If you are out on the water with a mask, snorkel, fins and perhaps more call yourself whatever you want, just keep doing it.

So with those definitions out of the way what makes me so up on skin-diving? I feel a skin-diving foundation is so important that if it were up to me each scuba student would train for and make an open water skin-dive before ever touching a buoyancy compensator (BC), regulator or cylinder of compressed air.

So Why start with Skin-diving?

  • Fundamentally as humans it is just plain wrong to be breathing with our faces in the water. Some scuba students have a history of water sports or are naturals. Others need some time to get comfortable with breathing while their face is submerged. Skin-diving offers limitless opportunity to develop this comfort.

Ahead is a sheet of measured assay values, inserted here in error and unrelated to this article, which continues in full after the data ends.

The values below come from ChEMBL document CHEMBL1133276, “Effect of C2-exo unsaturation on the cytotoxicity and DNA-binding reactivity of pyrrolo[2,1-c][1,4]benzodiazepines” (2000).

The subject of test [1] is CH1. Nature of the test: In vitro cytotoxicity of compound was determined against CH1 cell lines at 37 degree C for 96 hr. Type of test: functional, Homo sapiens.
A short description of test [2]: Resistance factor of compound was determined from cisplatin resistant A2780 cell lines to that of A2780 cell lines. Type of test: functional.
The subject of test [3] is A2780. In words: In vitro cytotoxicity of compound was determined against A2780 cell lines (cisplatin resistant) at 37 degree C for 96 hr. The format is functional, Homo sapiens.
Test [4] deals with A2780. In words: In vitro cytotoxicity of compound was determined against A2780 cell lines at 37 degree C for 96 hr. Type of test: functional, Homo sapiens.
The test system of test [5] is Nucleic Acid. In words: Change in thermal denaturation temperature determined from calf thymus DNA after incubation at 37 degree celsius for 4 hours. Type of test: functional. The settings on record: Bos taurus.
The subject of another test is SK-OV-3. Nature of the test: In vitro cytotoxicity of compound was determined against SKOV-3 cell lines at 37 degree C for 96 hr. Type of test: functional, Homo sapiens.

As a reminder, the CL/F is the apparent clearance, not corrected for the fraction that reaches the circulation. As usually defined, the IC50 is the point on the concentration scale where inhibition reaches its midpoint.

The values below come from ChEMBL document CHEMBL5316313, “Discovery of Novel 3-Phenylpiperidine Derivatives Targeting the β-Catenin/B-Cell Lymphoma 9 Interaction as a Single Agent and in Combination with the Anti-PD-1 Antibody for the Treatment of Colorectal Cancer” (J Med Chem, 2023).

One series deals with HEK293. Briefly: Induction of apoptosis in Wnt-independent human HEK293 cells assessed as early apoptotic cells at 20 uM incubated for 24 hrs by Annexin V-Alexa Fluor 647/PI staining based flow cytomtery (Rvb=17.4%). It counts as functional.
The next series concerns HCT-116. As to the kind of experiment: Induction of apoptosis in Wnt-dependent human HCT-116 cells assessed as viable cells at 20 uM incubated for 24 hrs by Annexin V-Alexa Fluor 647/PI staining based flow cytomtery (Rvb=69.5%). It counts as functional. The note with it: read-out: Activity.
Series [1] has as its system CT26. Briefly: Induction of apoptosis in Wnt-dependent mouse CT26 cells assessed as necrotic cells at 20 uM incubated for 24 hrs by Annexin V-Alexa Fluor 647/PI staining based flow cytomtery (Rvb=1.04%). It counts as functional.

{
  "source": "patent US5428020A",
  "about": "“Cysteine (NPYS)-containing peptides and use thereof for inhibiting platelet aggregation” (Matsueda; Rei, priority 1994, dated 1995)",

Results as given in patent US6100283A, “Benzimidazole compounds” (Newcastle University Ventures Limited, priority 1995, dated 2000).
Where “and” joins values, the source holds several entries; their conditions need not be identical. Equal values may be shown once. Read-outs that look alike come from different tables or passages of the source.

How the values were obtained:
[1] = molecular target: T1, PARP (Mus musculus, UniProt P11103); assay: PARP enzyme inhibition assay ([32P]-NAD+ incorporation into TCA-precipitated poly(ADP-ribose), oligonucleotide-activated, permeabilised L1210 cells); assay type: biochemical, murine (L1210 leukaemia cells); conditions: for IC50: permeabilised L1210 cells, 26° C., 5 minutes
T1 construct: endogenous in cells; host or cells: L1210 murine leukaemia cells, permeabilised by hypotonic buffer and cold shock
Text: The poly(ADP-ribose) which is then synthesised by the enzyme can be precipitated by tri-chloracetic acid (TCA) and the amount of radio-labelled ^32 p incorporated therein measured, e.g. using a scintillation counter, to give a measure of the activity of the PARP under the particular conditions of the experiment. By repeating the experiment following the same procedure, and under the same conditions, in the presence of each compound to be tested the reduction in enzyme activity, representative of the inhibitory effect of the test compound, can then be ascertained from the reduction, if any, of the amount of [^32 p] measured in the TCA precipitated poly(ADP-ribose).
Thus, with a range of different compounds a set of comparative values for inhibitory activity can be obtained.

• Most of us are not strictly oral breathers. Most of us breathe largely through the nose. In scuba and skin diving we rely on 100% oral breathing. Once again the ease with which a scuba student makes this adaptation varies. Investing time in skin-diving will program the diver to breathe orally when their face is in the water. This will prevent a host of annoyances that can come from exhaling into the mask or from trying to inhale with the nose let alone anxiety.